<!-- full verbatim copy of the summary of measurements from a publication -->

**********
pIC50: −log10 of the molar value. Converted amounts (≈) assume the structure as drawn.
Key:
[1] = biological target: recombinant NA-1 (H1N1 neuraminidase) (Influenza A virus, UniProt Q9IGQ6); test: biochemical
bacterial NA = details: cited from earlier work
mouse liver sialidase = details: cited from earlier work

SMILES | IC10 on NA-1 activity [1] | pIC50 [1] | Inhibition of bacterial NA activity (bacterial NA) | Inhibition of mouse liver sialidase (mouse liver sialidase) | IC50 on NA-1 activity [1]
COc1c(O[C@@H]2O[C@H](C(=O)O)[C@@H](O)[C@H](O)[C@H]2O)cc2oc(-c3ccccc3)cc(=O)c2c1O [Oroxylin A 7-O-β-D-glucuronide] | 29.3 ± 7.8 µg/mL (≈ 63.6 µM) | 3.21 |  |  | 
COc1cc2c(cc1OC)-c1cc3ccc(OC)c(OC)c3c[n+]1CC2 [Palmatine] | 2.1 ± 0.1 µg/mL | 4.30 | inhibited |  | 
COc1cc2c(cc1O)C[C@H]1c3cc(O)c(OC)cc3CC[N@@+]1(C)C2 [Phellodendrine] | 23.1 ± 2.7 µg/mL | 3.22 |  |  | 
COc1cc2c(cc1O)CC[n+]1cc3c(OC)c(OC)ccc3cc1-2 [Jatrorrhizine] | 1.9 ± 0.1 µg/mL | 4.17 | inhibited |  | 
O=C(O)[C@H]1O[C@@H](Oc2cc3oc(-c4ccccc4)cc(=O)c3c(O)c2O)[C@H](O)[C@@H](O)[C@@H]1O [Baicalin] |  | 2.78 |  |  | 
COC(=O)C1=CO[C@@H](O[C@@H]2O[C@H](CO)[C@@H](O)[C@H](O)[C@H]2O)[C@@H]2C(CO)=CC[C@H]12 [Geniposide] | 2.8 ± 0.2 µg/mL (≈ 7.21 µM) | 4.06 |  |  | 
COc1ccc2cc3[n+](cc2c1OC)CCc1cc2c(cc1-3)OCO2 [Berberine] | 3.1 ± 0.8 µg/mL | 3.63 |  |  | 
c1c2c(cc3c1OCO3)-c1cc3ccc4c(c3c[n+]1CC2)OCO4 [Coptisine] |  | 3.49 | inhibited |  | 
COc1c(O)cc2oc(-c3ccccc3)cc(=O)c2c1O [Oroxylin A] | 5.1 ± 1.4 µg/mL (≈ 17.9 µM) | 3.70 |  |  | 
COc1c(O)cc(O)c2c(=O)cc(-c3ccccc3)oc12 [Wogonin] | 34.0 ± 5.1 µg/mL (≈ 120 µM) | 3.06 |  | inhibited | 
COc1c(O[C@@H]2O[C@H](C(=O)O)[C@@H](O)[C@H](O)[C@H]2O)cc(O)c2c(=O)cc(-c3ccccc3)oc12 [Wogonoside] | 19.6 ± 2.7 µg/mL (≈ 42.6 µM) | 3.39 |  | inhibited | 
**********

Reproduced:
pIC50: −log10 of the molar value. Converted amounts (≈) assume the structure as drawn.
Key:
[1] = biological target: recombinant NA-1 (H1N1 neuraminidase) (Influenza A virus, UniProt Q9IGQ6); test: biochemical
bacterial NA = details: cited from earlier work
mouse liver sialidase = details: cited from earlier work

SMILES | IC10 on NA-1 activity [1] | pIC50 [1] | Inhibition of bacterial NA activity (bacterial NA) | Inhibition of mouse liver sialidase (mouse liver sialidase) | IC50 on NA-1 activity [1]
COc1c(O[C@@H]2O[C@H](C(=O)O)[C@@H](O)[C@H](O)[C@H]2O)cc2oc(-c3ccccc3)cc(=O)c2c1O [Oroxylin A 7-O-β-D-glucuronide] | 29.3 ± 7.8 µg/mL (≈ 63.6 µM) | 3.21 |  |  | 
COc1cc2c(cc1OC)-c1cc3ccc(OC)c(OC)c3c[n+]1CC2 [Palmatine] | 2.1 ± 0.1 µg/mL | 4.30 | inhibited |  | 
COc1cc2c(cc1O)C[C@H]1c3cc(O)c(OC)cc3CC[N@@+]1(C)C2 [Phellodendrine] | 23.1 ± 2.7 µg/mL | 3.22 |  |  | 
COc1cc2c(cc1O)CC[n+]1cc3c(OC)c(OC)ccc3cc1-2 [Jatrorrhizine] | 1.9 ± 0.1 µg/mL | 4.17 | inhibited |  | 
O=C(O)[C@H]1O[C@@H](Oc2cc3oc(-c4ccccc4)cc(=O)c3c(O)c2O)[C@H](O)[C@@H](O)[C@@H]1O [Baicalin] |  | 2.78 |  |  | 
COC(=O)C1=CO[C@@H](O[C@@H]2O[C@H](CO)[C@@H](O)[C@H](O)[C@H]2O)[C@@H]2C(CO)=CC[C@H]12 [Geniposide] | 2.8 ± 0.2 µg/mL (≈ 7.21 µM) | 4.06 |  |  | 
COc1ccc2cc3[n+](cc2c1OC)CCc1cc2c(cc1-3)OCO2 [Berberine] | 3.1 ± 0.8 µg/mL | 3.63 |  |  | 
c1c2c(cc3c1OCO3)-c1cc3ccc4c(c3c[n+]1CC2)OCO4 [Coptisine] |  | 3.49 | inhibited |  | 
COc1c(O)cc2oc(-c3ccccc3)cc(=O)c2c1O [Oroxylin A] | 5.1 ± 1.4 µg/mL (≈ 17.9 µM) | 3.70 |  |  | 
COc1c(O)cc(O)c2c(=O)cc(-c3ccccc3)oc12 [Wogonin] | 34.0 ± 5.1 µg/mL (≈ 120 µM) | 3.06 |  | inhibited | 
COc1c(O[C@@H]2O[C@H](C(=O)O)[C@@H](O)[C@H](O)[C@H]2O)cc(O)c2c(=O)cc(-c3ccccc3)oc12 [Wogonoside] | 19.6 ± 2.7 µg/mL (≈ 42.6 µM) | 3.39 |  | inhibited | 